Wednesday, June 3, 2015

This passion project has made me learn a lot about music, but there is still a lot to learn.  It has presented me with challenges, yet there are still  more challenges to overcome.  The biggest task I need to overcome between now and June 10th to complete my passion project is to find out how music effects the rest of the aspects that I have researched.  Even though I need to finish that task, there have been some challenges I already have overcome.  The biggest challenge I've overcome, and most interesting thing I've learned, is how music helps you concentrate, even though it occupies so much of your mind.  When I first realized how much music impacted the human brain, I was excited to learn it yet confused about the answers to all of the questions this piece of information brought.  The biggest of these questions was how music helps people concentrate after learning about music's impact.  The answer, and most interesting fact learned so far, was that

Music vs. Concentration

For as long as I can remember, I was under the impression that listening to music helped me concentrate while doing work.  However, it really doesn't.  As surprising as it is, the reason why people listen to music while they do work is because it creates a positive mood for working.  As I thought before, because music occupies so much of the brain, it makes it hard for the brain to do high thought-level work.  But you may be asking how this is because it's so much easier for you to get your work done when listening to music.  Like I said, this is because of the mood music can create while doing work.  Most studies have shown that work can be done faster and more effectively when doing tedious work.  For me that means plugging in numbers to a geometry formula.  Music has also been shown to boost work productivity when working on creative work like art or writing creative literature.

This raises the question "what music is the best for doing work?"  Most studies show that classical music, or really any music without lyrics is best if you do insist on listening while you work.  However, these studies also suggest to keep what you'rel listening to familiar so you know what's coming up in the song and can be more focused on your work than the music.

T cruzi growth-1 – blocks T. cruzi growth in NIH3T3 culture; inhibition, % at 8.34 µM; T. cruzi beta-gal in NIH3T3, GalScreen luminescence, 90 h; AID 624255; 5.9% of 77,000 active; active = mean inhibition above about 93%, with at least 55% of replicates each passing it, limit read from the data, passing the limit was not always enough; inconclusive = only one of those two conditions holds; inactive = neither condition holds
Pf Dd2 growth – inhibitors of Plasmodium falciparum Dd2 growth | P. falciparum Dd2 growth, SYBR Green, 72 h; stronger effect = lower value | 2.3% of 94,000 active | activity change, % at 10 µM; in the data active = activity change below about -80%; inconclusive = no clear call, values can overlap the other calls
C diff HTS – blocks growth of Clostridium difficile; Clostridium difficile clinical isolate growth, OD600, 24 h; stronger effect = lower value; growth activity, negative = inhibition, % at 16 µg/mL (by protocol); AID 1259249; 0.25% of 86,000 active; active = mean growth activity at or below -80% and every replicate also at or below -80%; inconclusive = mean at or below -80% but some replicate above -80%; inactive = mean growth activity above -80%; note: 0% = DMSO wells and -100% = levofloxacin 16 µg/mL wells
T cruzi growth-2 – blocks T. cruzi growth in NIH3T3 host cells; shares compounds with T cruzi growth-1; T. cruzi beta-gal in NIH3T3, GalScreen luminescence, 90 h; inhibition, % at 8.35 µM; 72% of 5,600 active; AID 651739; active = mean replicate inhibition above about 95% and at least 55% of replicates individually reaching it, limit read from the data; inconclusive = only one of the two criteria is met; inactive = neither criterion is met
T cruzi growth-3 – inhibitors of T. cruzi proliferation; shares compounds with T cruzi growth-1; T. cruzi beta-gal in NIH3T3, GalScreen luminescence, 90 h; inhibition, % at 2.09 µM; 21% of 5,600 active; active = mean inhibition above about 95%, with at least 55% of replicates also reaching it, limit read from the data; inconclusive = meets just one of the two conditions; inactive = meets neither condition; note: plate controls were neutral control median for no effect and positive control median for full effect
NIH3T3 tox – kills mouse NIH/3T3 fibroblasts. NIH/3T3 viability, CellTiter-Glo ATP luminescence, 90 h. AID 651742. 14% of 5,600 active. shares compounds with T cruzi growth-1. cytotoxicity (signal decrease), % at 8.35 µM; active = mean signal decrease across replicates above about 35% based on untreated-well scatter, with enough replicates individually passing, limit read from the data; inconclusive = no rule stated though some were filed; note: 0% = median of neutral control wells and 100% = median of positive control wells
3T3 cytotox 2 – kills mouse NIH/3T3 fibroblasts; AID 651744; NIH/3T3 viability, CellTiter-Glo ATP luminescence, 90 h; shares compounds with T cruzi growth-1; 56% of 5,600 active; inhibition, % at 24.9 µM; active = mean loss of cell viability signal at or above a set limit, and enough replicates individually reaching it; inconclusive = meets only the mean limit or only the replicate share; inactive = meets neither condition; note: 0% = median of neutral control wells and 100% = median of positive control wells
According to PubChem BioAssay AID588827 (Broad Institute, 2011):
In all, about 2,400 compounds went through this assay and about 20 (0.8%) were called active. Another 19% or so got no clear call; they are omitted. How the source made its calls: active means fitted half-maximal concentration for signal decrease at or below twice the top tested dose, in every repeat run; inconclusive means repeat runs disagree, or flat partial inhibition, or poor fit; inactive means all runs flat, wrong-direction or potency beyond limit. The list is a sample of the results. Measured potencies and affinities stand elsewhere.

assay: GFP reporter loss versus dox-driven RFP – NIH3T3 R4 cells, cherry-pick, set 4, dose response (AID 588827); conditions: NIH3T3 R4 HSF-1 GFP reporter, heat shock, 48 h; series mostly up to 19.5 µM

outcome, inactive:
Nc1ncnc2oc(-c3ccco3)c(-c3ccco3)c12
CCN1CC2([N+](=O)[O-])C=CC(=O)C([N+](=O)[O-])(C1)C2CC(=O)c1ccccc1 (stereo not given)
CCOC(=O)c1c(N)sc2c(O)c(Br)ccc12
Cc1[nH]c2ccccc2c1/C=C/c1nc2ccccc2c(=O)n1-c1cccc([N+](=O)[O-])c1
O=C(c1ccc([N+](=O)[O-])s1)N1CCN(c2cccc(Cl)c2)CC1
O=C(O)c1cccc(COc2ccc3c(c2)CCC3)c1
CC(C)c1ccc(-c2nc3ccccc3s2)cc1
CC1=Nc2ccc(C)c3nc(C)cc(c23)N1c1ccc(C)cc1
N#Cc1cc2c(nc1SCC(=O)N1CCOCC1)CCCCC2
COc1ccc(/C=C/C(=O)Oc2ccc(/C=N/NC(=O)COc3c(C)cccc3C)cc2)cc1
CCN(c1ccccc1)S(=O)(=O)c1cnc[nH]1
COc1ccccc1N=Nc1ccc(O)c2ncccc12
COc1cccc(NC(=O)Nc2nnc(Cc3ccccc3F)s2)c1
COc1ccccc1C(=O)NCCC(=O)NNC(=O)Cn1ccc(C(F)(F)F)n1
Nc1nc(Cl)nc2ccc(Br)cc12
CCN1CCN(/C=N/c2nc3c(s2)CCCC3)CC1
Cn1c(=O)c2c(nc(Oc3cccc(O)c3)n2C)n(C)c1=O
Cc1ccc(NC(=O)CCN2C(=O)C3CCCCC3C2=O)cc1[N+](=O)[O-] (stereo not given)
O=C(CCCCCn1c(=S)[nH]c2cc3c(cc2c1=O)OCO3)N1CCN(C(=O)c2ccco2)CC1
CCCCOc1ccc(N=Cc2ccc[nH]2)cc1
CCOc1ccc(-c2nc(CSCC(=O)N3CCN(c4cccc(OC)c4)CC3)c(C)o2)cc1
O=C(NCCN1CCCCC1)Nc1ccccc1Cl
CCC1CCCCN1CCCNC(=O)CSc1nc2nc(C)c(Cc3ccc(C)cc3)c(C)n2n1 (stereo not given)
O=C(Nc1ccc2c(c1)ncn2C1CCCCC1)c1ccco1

Monday, April 20, 2015

Music's Effect on Memory



While researching on various effects music has on the brain and emotions, I stumbled across an amazing discovery and although it may have been known to a little more than a million people, it was a surprise to me.  So what is this amazing breakthrough in my research?  An experiment was done on Alzheimer patients to see what happened, the outcome may be surprising to you....


As you saw, the music brought Henry back to life, an inert, static man who was reanimated by the sounds of his past, the "beautiful, lovely" sounds.  So this brings up the question "how?"  How does music effect these otherwise lifeless Alzheimer's patients?  This will be my guiding question for next week's research as well as for the remainder of this week.  If this video amazed you like it did for me, I highly recommend checking out MusicandMemory.  A youtube account dealing with memory altering diseases and how music changes their symptoms.

Until next week, keep listening to music and comment on my first blog post so I know what you all want to see me research.  Thanks!

Monday, March 30, 2015

Music.  One word that can mean a lot to someone.  Music is my passion, it says everything that words can't describe.  But how?  Why?  When it's thought about, the one word can bring up many questions.  How does music speak to us?  How does music relieve stress?  How does it say what we can't?  And how does a certain type of music become someone's favorite?  All of these questions along with many others make music a whole new world to explore, an aspect of life never thought about for kids our age.  Comment a question about music that you would like to know the answer to.